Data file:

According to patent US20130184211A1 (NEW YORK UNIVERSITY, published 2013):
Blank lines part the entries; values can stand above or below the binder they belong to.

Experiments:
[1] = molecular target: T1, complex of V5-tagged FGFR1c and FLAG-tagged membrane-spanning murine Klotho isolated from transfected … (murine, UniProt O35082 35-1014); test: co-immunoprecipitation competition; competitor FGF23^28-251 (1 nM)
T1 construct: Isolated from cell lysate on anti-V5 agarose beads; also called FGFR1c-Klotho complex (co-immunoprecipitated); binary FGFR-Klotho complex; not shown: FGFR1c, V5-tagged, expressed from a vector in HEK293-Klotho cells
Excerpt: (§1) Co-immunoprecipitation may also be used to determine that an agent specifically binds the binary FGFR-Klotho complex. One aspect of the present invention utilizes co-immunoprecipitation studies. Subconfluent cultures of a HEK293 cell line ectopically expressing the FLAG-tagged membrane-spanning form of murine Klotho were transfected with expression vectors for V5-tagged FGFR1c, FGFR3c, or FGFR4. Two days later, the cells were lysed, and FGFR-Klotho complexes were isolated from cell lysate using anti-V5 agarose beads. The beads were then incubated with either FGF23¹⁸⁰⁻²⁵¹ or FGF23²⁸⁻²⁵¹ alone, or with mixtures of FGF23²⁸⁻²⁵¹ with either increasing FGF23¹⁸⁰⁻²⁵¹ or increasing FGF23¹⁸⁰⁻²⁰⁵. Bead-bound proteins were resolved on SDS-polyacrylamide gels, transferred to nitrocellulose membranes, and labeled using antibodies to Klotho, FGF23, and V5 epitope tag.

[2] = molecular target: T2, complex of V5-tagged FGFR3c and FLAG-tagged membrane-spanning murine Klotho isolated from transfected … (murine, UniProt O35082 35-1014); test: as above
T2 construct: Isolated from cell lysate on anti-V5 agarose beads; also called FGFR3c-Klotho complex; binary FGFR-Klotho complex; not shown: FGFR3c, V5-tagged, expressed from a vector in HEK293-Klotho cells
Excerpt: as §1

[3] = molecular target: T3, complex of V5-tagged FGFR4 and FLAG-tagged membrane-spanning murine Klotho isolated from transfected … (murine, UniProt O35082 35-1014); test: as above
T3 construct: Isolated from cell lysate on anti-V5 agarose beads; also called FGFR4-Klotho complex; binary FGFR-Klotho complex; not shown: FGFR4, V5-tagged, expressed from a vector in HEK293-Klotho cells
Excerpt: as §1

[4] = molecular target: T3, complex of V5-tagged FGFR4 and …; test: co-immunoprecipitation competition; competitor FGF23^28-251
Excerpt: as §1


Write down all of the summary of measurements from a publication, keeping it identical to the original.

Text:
According to patent US20130184211A1 (NEW YORK UNIVERSITY, published 2013):
Blank lines part the entries; values can stand above or below the binder they belong to.

Experiments:
[1] = molecular target: T1, complex of V5-tagged FGFR1c and FLAG-tagged membrane-spanning murine Klotho isolated from transfected … (murine, UniProt O35082 35-1014); test: co-immunoprecipitation competition; competitor FGF23^28-251 (1 nM)
T1 construct: Isolated from cell lysate on anti-V5 agarose beads; also called FGFR1c-Klotho complex (co-immunoprecipitated); binary FGFR-Klotho complex; not shown: FGFR1c, V5-tagged, expressed from a vector in HEK293-Klotho cells
Excerpt: (§1) Co-immunoprecipitation may also be used to determine that an agent specifically binds the binary FGFR-Klotho complex. One aspect of the present invention utilizes co-immunoprecipitation studies. Subconfluent cultures of a HEK293 cell line ectopically expressing the FLAG-tagged membrane-spanning form of murine Klotho were transfected with expression vectors for V5-tagged FGFR1c, FGFR3c, or FGFR4. Two days later, the cells were lysed, and FGFR-Klotho complexes were isolated from cell lysate using anti-V5 agarose beads. The beads were then incubated with either FGF23¹⁸⁰⁻²⁵¹ or FGF23²⁸⁻²⁵¹ alone, or with mixtures of FGF23²⁸⁻²⁵¹ with either increasing FGF23¹⁸⁰⁻²⁵¹ or increasing FGF23¹⁸⁰⁻²⁰⁵. Bead-bound proteins were resolved on SDS-polyacrylamide gels, transferred to nitrocellulose membranes, and labeled using antibodies to Klotho, FGF23, and V5 epitope tag.

[2] = molecular target: T2, complex of V5-tagged FGFR3c and FLAG-tagged membrane-spanning murine Klotho isolated from transfected … (murine, UniProt O35082 35-1014); test: as above
T2 construct: Isolated from cell lysate on anti-V5 agarose beads; also called FGFR3c-Klotho complex; binary FGFR-Klotho complex; not shown: FGFR3c, V5-tagged, expressed from a vector in HEK293-Klotho cells
Excerpt: as §1

[3] = molecular target: T3, complex of V5-tagged FGFR4 and FLAG-tagged membrane-spanning murine Klotho isolated from transfected … (murine, UniProt O35082 35-1014); test: as above
T3 construct: Isolated from cell lysate on anti-V5 agarose beads; also called FGFR4-Klotho complex; binary FGFR-Klotho complex; not shown: FGFR4, V5-tagged, expressed from a vector in HEK293-Klotho cells
Excerpt: as §1

[4] = molecular target: T3, complex of V5-tagged FGFR4 and …; test: co-immunoprecipitation competition; competitor FGF23^28-251
Excerpt: as §1